Last year’s Bay Area Rapid Transit strikes are a central issue in one Bay Area election this year, as State Assembly candidate Steve Glazer faces an unlikely opponent for democrats, organized labor.
Bay Area Rapid Transit says it will hire a third-party consultant to help figure out what went wrong in last year’s labor battle that included two strikes.
In a rare nighttime meeting on Thursday, the head of the BART Board of Directors introduced a plan that could lead to a prohibition of future strikes, but not everyone in agreement about the proposal.
Bay Area Rapid Transit workers’ largest union ratified its contract with the agency on Monday, closing eight months of negotiations that resulted in two strikes that snarled traffic throughout the region and during which two workers were fatally struck by a train.
With little debate, a State Senate committee killed a proposal Monday that would have banned transit workers from going on strike.
Members of the Amalgamated Transit Union Local 1555, which represents 945 station agents and train operators, approved a tentative four-year BART agreement on Friday night, according to union representatives.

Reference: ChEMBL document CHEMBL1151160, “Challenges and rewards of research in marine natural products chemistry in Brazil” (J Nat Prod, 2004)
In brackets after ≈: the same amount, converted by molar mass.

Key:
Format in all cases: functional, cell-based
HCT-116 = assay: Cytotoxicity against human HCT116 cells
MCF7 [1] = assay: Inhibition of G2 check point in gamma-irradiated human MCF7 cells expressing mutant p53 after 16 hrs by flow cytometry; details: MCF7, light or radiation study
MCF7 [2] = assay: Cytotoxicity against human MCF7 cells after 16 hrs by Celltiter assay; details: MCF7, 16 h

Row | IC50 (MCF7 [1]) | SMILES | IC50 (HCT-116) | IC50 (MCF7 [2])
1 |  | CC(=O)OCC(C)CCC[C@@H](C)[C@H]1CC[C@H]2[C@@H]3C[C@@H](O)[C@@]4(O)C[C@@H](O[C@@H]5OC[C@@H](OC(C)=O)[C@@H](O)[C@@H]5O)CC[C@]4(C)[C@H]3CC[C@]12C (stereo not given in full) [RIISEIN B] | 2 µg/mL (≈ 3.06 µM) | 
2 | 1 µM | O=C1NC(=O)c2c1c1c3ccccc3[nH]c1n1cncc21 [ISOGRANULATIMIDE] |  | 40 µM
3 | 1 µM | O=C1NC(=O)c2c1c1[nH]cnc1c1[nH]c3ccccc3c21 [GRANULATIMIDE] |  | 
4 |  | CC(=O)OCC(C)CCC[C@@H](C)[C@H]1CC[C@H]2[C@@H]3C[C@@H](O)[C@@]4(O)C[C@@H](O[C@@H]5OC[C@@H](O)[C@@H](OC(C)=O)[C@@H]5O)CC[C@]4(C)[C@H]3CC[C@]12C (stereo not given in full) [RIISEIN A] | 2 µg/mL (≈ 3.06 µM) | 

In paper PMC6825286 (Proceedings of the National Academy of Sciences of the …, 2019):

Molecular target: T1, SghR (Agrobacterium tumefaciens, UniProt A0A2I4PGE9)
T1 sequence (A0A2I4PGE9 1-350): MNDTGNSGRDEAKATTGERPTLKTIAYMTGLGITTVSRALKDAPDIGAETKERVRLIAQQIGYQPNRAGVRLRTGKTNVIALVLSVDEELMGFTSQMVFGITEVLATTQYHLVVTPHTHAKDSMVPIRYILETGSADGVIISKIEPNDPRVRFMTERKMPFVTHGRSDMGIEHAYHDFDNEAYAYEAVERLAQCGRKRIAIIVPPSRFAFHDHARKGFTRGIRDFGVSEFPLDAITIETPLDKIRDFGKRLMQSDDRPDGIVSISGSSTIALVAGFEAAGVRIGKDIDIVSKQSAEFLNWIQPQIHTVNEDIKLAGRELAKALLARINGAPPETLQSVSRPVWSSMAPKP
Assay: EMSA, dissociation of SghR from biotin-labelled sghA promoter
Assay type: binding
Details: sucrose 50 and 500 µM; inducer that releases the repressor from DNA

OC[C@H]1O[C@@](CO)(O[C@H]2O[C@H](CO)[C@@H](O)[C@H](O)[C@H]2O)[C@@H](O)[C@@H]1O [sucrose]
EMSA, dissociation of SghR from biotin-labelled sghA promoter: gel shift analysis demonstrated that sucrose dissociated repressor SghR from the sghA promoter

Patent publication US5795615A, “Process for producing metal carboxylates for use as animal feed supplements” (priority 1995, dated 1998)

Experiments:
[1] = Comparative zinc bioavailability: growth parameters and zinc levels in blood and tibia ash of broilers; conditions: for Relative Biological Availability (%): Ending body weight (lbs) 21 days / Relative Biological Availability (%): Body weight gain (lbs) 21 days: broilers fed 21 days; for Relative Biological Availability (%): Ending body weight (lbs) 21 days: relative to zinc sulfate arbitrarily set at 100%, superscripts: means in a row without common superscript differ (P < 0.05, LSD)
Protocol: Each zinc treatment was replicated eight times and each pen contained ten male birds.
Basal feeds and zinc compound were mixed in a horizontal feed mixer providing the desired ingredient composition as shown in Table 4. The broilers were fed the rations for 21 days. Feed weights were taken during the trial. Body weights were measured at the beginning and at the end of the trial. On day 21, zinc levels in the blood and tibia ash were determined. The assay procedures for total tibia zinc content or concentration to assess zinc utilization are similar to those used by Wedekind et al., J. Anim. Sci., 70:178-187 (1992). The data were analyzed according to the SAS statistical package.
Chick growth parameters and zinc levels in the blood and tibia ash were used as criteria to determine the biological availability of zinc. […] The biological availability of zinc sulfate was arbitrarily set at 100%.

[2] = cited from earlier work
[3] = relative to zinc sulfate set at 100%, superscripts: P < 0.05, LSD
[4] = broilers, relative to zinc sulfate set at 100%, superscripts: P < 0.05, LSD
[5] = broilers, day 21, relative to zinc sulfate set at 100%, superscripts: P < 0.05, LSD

Votes on an agreement that would end eight months of strife between BART and its labor unions probably won’t be held until late next week, a transit agency spokesman said Monday.
San Francisco Bay Area Rapid Transit officials and labor union leaders announced a new deal early Saturday, saying the unresolved issue over a paid medical leave contract clause has been resolved.
In the midst of continuing contract talks following two strikes over the past year, the new president of the Bay Area Rapid Transit Board of Directors is looking to ban union workers from walking off the job in the future.
A smaller BART union has been notified of a typo in the contract they have approved.